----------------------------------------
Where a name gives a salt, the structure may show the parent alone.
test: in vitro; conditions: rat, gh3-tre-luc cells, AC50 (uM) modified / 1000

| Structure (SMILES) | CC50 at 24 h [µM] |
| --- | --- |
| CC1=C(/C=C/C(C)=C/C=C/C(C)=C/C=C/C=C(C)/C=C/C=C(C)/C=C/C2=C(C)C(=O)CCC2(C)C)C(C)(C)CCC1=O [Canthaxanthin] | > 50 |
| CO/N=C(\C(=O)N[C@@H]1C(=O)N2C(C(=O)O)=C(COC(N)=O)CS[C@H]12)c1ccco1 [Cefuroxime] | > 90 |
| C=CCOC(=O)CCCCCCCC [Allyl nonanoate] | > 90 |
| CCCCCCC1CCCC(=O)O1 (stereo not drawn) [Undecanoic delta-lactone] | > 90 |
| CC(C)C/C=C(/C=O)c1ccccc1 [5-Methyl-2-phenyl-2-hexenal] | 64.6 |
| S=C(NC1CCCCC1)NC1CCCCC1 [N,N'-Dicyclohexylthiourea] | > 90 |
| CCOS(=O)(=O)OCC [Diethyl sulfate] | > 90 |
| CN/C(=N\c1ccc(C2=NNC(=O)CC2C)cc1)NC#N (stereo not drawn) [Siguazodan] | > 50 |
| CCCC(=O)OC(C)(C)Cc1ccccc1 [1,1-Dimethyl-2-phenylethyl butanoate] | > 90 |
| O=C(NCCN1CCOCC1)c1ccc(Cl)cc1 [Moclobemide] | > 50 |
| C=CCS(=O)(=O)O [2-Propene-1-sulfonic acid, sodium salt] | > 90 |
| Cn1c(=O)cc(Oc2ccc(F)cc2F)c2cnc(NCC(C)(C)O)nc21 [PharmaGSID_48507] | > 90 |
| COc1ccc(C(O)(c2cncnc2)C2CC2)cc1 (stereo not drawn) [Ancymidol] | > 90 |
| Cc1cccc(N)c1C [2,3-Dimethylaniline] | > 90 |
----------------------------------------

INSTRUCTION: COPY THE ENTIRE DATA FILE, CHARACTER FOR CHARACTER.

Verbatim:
Where a name gives a salt, the structure may show the parent alone.
test: in vitro; conditions: rat, gh3-tre-luc cells, AC50 (uM) modified / 1000

| Structure (SMILES) | CC50 at 24 h [µM] |
| --- | --- |
| CC1=C(/C=C/C(C)=C/C=C/C(C)=C/C=C/C=C(C)/C=C/C=C(C)/C=C/C2=C(C)C(=O)CCC2(C)C)C(C)(C)CCC1=O [Canthaxanthin] | > 50 |
| CO/N=C(\C(=O)N[C@@H]1C(=O)N2C(C(=O)O)=C(COC(N)=O)CS[C@H]12)c1ccco1 [Cefuroxime] | > 90 |
| C=CCOC(=O)CCCCCCCC [Allyl nonanoate] | > 90 |
| CCCCCCC1CCCC(=O)O1 (stereo not drawn) [Undecanoic delta-lactone] | > 90 |
| CC(C)C/C=C(/C=O)c1ccccc1 [5-Methyl-2-phenyl-2-hexenal] | 64.6 |
| S=C(NC1CCCCC1)NC1CCCCC1 [N,N'-Dicyclohexylthiourea] | > 90 |
| CCOS(=O)(=O)OCC [Diethyl sulfate] | > 90 |
| CN/C(=N\c1ccc(C2=NNC(=O)CC2C)cc1)NC#N (stereo not drawn) [Siguazodan] | > 50 |
| CCCC(=O)OC(C)(C)Cc1ccccc1 [1,1-Dimethyl-2-phenylethyl butanoate] | > 90 |
| O=C(NCCN1CCOCC1)c1ccc(Cl)cc1 [Moclobemide] | > 50 |
| C=CCS(=O)(=O)O [2-Propene-1-sulfonic acid, sodium salt] | > 90 |
| Cn1c(=O)cc(Oc2ccc(F)cc2F)c2cnc(NCC(C)(C)O)nc21 [PharmaGSID_48507] | > 90 |
| COc1ccc(C(O)(c2cncnc2)C2CC2)cc1 (stereo not drawn) [Ancymidol] | > 90 |
| Cc1cccc(N)c1C [2,3-Dimethylaniline] | > 90 |